Larsen, who opened her shop 12 years ago, has seen the growth trend in the natural pet food market. She offers an array of supplemental dog treats, but she cautions, "Just as with human food, there are no regulations governing the word 'natural' on pet food labels."
She says many pet products labeled "natural" or "organic" are full of things that do not supply nourishment to pets. These may include increased carbohydrates from grains and processed flour, soy and sugary coatings, as well as undesirable additives, preservatives and mold inhibitors, and things to keep products looking "meaty."
"Champs is a human-grade product without any additives of any type, and it is humanely raised and processed," stresses Thompson as he holds a product sample. "Our product label states the product is USDA-inspected, 100 percent Angus beef, grass-fed on our farm in North Carolina. It is very difficult to find that type of quality in most pet treats."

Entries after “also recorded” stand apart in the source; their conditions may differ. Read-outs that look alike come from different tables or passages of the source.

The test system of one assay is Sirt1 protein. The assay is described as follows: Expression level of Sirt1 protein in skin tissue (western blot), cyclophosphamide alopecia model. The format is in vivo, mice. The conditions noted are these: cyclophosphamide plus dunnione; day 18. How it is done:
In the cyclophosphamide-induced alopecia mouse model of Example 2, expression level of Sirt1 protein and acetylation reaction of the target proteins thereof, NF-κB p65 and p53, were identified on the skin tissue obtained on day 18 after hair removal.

Key to the development of Champs is Thompson's "waste not want not" philosophy.
"It really is out of my deep respect for these animals, who provide us with sustenance, that we treat them humanely and respect their lives by not wasting any portion of them," he says. "If we feed our animal companions humanely raised meat products - what they naturally need for a healthy life - then we have succeeded in shifting livestock management to a humane and sustainable model.
"We are already considered very sustainable here, but we want to show that there is always another level of resourcefulness and sustainability. The very success of this project would challenge other growers to become more creative and find ways to use the whole animal.
"This is the first step in the transition that will need to take place for this farm to progress and for it to be viable for future generations, thus helping save the small family farm - a way of life in this country."
Claudia Watson is a Pinehurst freelance writer and may be contacted at cwatson87 @nc.rr.com.